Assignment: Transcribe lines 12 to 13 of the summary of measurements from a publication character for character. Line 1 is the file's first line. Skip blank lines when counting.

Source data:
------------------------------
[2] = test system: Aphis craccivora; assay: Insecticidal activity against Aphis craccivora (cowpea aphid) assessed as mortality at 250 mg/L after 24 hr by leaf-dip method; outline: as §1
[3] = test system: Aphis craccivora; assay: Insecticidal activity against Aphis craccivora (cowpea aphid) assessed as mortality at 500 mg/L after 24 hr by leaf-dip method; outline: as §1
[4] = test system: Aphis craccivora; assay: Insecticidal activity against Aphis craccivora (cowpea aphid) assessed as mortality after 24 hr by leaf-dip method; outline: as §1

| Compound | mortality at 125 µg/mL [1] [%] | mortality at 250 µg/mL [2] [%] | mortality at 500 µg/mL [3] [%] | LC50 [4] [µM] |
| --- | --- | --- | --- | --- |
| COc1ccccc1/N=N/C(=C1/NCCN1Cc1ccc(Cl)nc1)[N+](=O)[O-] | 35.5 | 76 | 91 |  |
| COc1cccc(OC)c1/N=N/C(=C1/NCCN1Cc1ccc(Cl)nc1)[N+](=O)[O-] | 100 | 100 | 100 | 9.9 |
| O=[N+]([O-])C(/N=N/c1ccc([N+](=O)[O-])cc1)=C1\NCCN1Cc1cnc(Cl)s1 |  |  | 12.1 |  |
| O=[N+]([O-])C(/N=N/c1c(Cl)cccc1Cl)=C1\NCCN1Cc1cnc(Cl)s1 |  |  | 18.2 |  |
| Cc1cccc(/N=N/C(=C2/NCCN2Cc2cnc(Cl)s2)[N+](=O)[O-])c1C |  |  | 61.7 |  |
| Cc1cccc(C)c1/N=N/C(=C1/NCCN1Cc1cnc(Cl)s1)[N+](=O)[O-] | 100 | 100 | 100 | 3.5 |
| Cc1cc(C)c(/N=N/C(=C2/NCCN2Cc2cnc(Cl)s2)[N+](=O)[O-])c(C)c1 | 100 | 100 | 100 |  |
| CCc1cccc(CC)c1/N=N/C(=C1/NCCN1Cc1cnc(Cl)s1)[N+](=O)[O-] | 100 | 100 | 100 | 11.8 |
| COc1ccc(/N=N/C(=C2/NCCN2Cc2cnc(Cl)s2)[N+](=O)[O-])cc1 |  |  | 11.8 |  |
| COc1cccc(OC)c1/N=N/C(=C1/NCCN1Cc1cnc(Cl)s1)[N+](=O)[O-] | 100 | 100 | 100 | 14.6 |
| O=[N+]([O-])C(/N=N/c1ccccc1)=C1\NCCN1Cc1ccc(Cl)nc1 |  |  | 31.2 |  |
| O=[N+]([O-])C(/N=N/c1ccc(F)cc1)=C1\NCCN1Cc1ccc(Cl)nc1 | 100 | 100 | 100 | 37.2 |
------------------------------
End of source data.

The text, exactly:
| Cc1cc(C)c(/N=N/C(=C2/NCCN2Cc2cnc(Cl)s2)[N+](=O)[O-])c(C)c1 | 100 | 100 | 100 |  |
| CCc1cccc(CC)c1/N=N/C(=C1/NCCN1Cc1cnc(Cl)s1)[N+](=O)[O-] | 100 | 100 | 100 | 11.8 |